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On a quiet residential street in Germantown, a cloud of uncertainty hangs over a beloved twin home.
For nearly a decade, the three-story Victorian on Newhall Street has maintained two intertwined identities: a personal residence and an intimate art museum celebrating the lives of ordinary Black women.
The Colored Girls Museum, believed to be the first and only one of its kind, has attracted national and international attention since opening. But it appears it only recently landed on the city’s radar, a fact that now threatens to derail the museum.
“Moving the museum would be, no pun intended, an enormous lift. And I don’t know that we have decided with any real degree of certainty how we might do that,” said Brooke Whitaker-Royster, the museum’s managing director.
The trouble started with a complaint filed with Philly311, the city’s customer service center for non-emergency inquiries.
It’s unclear who notified 311, but the move resulted in a pair of code violations that now sit at the center of an appeal before the Zoning Board of Adjustment, the independent panel empowered to make legally binding decisions about what proposed developments get built, and what property owners are permitted to do to their homes.
Under the city’s zoning code, a museum can’t be housed in a building that’s a twin without a variance, an approved deviation from the law. A museum that’s also a residence would require the same consent.
With help from pro bono attorneys, the museum submitted a zoning permit application with the city, but it was rejected, setting up a virtual hearing on Wednesday with the zoning board.
To co-founder and executive director Vashti DuBois, who has called the twin home for more than 20 years, the museum’s value should be clear to the board.
“There’s nothing else like this anywhere. That seems pretty good for Philadelphia,” said DuBois.
The Colored Girls Museum evolved from a show offered through the Philadelphia Fringe Festival in 2015.
The exhibit was a tribute to DuBois’ late husband Albert Stewart, who died in a car accident not far from Newhall Street a few years beforehand. The show also helped DuBois manage the pain of losing Stewart, whom she met in junior high school and considered her soulmate.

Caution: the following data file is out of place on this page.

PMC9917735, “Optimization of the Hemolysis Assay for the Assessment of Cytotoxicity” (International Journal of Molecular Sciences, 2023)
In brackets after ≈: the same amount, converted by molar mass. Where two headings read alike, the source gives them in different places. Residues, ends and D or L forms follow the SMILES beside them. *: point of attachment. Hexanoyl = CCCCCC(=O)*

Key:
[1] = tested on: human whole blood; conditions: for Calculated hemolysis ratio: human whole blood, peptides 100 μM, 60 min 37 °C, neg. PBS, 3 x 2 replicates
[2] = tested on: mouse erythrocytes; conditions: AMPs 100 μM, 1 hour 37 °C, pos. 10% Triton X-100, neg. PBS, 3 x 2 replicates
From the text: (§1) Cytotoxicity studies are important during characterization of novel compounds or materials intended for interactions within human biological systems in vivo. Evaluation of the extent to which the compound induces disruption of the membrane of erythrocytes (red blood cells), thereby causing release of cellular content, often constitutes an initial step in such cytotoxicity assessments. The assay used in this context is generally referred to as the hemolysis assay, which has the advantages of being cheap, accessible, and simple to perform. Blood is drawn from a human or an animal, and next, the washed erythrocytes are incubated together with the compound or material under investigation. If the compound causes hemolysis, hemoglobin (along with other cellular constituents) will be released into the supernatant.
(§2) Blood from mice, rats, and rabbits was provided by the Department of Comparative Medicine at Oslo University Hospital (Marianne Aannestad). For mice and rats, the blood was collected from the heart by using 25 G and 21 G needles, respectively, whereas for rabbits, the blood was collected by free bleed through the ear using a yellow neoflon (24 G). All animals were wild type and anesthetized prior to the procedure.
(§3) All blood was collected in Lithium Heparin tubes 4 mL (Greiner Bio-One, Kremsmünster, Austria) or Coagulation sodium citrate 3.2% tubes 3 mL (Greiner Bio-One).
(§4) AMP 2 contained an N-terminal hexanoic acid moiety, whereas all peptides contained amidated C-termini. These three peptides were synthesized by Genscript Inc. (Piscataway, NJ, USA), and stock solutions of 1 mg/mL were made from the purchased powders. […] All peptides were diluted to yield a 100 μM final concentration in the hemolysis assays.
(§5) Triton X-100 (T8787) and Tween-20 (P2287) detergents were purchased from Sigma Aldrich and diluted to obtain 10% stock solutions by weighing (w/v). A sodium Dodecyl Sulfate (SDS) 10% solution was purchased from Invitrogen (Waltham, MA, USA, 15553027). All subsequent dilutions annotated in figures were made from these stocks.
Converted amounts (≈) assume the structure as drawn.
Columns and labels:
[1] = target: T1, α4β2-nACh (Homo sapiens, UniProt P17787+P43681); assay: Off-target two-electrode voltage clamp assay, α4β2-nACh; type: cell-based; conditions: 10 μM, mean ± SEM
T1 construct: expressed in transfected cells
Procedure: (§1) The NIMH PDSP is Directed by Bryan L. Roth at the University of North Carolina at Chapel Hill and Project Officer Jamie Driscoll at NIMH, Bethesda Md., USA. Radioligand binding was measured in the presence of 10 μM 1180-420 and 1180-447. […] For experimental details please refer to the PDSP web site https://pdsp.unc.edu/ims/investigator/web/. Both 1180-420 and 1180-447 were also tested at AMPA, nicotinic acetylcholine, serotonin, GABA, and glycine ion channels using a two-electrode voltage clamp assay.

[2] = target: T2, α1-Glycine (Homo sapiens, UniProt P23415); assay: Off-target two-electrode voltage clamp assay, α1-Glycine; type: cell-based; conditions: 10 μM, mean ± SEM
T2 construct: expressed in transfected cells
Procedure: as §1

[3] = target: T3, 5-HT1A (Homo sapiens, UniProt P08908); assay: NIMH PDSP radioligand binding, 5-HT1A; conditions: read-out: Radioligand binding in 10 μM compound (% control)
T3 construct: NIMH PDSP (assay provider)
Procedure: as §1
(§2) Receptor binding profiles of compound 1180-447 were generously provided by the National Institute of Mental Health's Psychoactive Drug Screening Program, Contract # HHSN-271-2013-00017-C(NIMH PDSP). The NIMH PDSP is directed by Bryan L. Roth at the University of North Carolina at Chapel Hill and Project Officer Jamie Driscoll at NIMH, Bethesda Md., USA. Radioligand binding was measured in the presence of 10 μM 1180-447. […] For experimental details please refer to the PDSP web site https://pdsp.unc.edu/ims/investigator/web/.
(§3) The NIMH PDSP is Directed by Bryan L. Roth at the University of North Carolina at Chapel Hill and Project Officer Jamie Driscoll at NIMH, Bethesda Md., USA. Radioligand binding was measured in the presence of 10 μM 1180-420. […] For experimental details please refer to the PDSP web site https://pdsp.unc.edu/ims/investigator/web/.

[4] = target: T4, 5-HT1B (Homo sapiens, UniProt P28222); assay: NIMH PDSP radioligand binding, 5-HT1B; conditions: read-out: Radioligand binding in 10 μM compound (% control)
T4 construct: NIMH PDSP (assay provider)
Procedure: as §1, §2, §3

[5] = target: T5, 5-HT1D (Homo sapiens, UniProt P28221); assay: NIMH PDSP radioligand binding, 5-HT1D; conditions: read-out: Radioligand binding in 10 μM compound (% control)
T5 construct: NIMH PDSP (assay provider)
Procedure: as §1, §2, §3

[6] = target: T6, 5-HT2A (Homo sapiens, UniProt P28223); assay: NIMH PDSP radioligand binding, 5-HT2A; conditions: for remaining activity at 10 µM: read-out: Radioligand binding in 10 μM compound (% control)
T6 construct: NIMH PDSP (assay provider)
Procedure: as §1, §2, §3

“It just felt like a way to honor the time we had here with our children and our relationship,” DuBois said.
Fast forward, and the museum now offers tours five days a week with the help of three part-time staffers, a consultant, and a handful of volunteers. DuBois, who depends on the museum for her livelihood, is the museum’s only full-time staffer.
Since 2019, the museum has been grant-funded, with each curated exhibit turning over about once a year.
To date, more than 200 artists, the majority from Philadelphia, have displayed their work with the museum. The list includes murals, portraits, mobiles, and mosaics — carefully placed throughout the house’s nine rooms, and everywhere in between.
“People use the word organic, and I guess that’s as close to it as it gets. But what is the thing that becomes a thing, that becomes a thing because it’s so much bigger than what you could have ever imagined for yourself?” said DuBois.
DuBois will walk into Wednesday’s zoning hearing armed with nearly 100 letters of support, and the backing of the registered community organization for her section of Germantown.
The City Planning Commission will make a recommendation to the ZBA during the hearing, but it’s their policy not to opine on cases until after an appellant has presented their case to the board.
The commission’s comprehensive plan for the museum’s section of the neighborhood recommends residential use for the area.
“It’s not unusual for the Planning Commission staff recommendations to the ZBA to stray. There is room for interpretation in the code,” said city spokesperson Bruce Bohri.
If the zoning board denies the variances, the museum will appeal the decision in Philadelphia Common Pleas Court, said DuBois. Whitaker-Royster is cautiously optimistic that it won’t come to that.
“My hope is to assume that those things that we’ve been told are true, which is that there is value in the museum’s existence,” said Whitaker-Royster. “There is some fear for myself personally that we might want to make an example of someone who didn’t follow the rules.”
DuBois insists she would stop operating the museum out of her home if she’s unable to get the necessary approvals.
“So often women and girls of the African Diaspora are not wanted in places,” said DuBois. “I want her to be wanted. And not just wanted, but supported in that wanting. So if that’s not the case, it would feel disingenuous to in any way keep her here.”
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